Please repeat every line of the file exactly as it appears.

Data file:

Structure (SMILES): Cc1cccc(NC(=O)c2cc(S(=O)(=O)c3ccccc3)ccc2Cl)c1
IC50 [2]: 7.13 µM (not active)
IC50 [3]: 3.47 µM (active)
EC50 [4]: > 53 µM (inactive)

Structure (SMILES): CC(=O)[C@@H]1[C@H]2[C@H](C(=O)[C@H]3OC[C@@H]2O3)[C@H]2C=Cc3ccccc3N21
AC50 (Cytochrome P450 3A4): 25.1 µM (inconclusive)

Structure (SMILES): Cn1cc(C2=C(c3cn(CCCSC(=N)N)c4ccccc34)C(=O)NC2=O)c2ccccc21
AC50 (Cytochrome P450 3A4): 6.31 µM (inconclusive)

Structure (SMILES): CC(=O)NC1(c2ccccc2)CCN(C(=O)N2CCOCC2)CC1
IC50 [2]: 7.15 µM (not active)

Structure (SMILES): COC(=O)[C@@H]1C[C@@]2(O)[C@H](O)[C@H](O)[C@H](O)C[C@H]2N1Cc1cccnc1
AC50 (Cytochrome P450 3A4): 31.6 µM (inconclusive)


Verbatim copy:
Structure (SMILES): Cc1cccc(NC(=O)c2cc(S(=O)(=O)c3ccccc3)ccc2Cl)c1
IC50 [2]: 7.13 µM (not active)
IC50 [3]: 3.47 µM (active)
EC50 [4]: > 53 µM (inactive)

Structure (SMILES): CC(=O)[C@@H]1[C@H]2[C@H](C(=O)[C@H]3OC[C@@H]2O3)[C@H]2C=Cc3ccccc3N21
AC50 (Cytochrome P450 3A4): 25.1 µM (inconclusive)

Structure (SMILES): Cn1cc(C2=C(c3cn(CCCSC(=N)N)c4ccccc34)C(=O)NC2=O)c2ccccc21
AC50 (Cytochrome P450 3A4): 6.31 µM (inconclusive)

Structure (SMILES): CC(=O)NC1(c2ccccc2)CCN(C(=O)N2CCOCC2)CC1
IC50 [2]: 7.15 µM (not active)

Structure (SMILES): COC(=O)[C@@H]1C[C@@]2(O)[C@H](O)[C@H](O)[C@H](O)C[C@H]2N1Cc1cccnc1
AC50 (Cytochrome P450 3A4): 31.6 µM (inconclusive)